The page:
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November 2006

3 Remarkable stories: Watershipdown, Mamut and Google

1) Watershipdown:
My partner was installing a wooden floor in a neighbouring village yesterday. When he came home he said he wasn’t sure if the local butcher there was either very clever or very stupid.
In the butchers’ shop window he had seen this large poster:
“Seen Watershipdown?
We have the cast right here!”

2) Mamut
Due to the growth of our customer base lately we found our home-build database was beginning to let us down. We could either spend hours (days more likely) of redeveloping, enhancing the database ourselves – and still end up with not exactly what we need – or finally spend some money on a proper CRM (Customer Relationship Management) software package.
The latter won, and instead of wasting hours searching online for the best program I called my friend Lesley (computer training). She said I could choose between ACT or Mamut.

Online research told me that ACT was from Sage (and I hate Sage), so onto the Mamut website. With two clicks I downloaded the whole scenario of Business software of Mamut, you then select the specific program you want to test out (free for 30 days!). I was immediately hooked and (through The Laptop Man also recommended by my friend Lesley) bought a licence. Licence arrived (by email) the following day.

Yesterday (two working days after buying the licence) I received a courtesy phone call from a William at Mamut. It turns out he is my personal Support Manager! He asked me if I liked the program (yes, definitely), if I had any problems with the program (yes, one minor problem, which he solved immediately by telling me where in the program I could change this little issue) and if he could be of further assistance (no, thank you, not at the moment, you’ve been great).
Low and behold, 10 minutes later I receive a personal email from my personal support manager with his email-address and normal - not an 0870 - landline telephone number! WOW

3) Google
One of my personal (free) email-addresses is being flooded with spam lately. I don’t use that address much, but it’s always handy to have an alternative if the main email server is down. Lately I also heard a lot about Gmail, the free newer version of Google mail. Onto the website, found Gmail and found a sign-in box: Sign in to Google mail with your Google Account. Great, I already have one, so that’s handy!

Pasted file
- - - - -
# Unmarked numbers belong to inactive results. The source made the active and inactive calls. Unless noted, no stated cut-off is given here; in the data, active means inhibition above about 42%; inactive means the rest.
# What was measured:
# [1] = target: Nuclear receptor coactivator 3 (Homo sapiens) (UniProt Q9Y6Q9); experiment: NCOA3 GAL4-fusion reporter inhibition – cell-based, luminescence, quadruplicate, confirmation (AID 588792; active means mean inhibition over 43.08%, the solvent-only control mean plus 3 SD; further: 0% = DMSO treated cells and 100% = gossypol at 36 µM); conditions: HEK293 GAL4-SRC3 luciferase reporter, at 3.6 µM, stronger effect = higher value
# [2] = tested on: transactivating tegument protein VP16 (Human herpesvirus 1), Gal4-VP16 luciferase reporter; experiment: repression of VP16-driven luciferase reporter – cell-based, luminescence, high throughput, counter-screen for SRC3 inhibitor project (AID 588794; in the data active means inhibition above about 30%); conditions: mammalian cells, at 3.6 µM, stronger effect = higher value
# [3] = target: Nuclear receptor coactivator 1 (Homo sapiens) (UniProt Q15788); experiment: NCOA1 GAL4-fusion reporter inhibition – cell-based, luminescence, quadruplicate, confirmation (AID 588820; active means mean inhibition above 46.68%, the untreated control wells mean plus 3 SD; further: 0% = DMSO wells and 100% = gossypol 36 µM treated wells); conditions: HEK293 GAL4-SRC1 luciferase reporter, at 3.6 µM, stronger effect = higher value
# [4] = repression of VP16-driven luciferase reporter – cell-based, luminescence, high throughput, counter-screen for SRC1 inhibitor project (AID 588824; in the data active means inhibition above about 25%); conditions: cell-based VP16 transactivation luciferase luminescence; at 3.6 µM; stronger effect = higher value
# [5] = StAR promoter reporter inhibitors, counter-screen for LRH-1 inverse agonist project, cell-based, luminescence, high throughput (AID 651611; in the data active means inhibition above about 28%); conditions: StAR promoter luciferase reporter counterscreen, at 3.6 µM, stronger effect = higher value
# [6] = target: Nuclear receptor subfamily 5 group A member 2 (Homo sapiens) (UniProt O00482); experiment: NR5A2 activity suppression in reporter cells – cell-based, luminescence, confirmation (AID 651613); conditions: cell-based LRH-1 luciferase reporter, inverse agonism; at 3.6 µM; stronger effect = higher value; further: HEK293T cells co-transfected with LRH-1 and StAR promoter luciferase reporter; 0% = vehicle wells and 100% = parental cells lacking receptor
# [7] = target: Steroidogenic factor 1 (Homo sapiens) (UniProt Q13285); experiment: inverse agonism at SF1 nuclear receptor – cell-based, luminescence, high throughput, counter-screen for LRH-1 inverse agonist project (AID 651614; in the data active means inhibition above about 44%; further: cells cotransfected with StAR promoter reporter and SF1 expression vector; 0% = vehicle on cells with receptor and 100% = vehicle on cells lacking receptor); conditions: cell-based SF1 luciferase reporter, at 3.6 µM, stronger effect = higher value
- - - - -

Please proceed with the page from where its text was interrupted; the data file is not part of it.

Nope, after typing in my account details Google then tells me:
Sorry, this is not a valid Google Mail login.
You cannot log into Google Mail using your Google Account username and password.”
But you just asked me!

To cut a long story short, it took me over 15 minutes to find out that anyone not having a mobile number that’s listed in the 9 Countries Gmails’ sign-up page mentions has to be invited by an American friend!

Can I be bothered? No, not anymore.

In just 1 minute I created a working email account on MSN Hotmail.co.uk

Moral of these stories?
one company/product I definitely will recommend to everyone, one company/product definitely not.

And the butcher? My partner is still talking about it, so he’ll be doing alright I think.


Shall I ‘wrap’ it for you?

No, this is not a blog on wasteful packaging; I’ll leave that to a friend of mine who hates packaging and plans to start his own blog on it ;-)

After reading Permission Marketing by Seth Godin (which, again, made me stop and think several times) I decided on two things: focus our marketing strategy for next year on this principle, and that something was missing in Seth’s book.

According to Seth Permission Marketing works when the message you send out is:

  • Anticipated (it’s no use buying lists containing email-addresses of people who have never heard from you and probably don’t want to hear from you anyway)
  • Relevant (your message should contain information that the reader/listener is really interested in to read/hear; don’t go on and on about your company)
  • Personal (spend time to create a specific message this specific person wants to read/hear; the message to his/her neighbour will be different)

But sending out RAP-messages (I like acronyms, but ARP sounds too much like selling a loan or mortgage, so allow me some creativity ;-)) doesn’t tick all the boxes in turning strangers into friends, friends into prospects, prospects into happy customers.
It ticks more boxes than spam, more boxes than adds in newspapers and magazines, and more boxes than a website that doesn’t entice ‘visitors’ to take action.
But something significant is missing to achieve that ultimate goal of marketing: turning a stranger into a happy customer.

  • Worthwhile, or in marketing terms: WII.FM (What’s in it for me).

The messages should also be worthwhile, a promise that the one who benefits most from the message is the reader/listener. Then it ticks all the boxes.

Hence, WRAP your message ;-)


What truly great businesses (and business people) do.

Just finished re-reading Good to Great of Jim Collins and co. I won’t go into too much details what’s it all about, you should read it yourself.
The book (research-project) constantly made me stop and think.

In one of the last chapters Jim Collins makes the following conclusion to the question of what makes truly great companies stand out:

“Don’t exist merely to deliver returns to shareholders. Profit and cash-flow become like blood and water to a healthy body. They are absolutely essential for life, but they are not the point of life.”

Then what is the point of life of a business? Core values and core purpose (together = core ideology) created by constantly following that one concept that a (any) company can become the best in, is passionate about.

Consistent little step by consistent little step to become a great sustainable business. Consistent in turning the flywheel from build-up to breakthrough.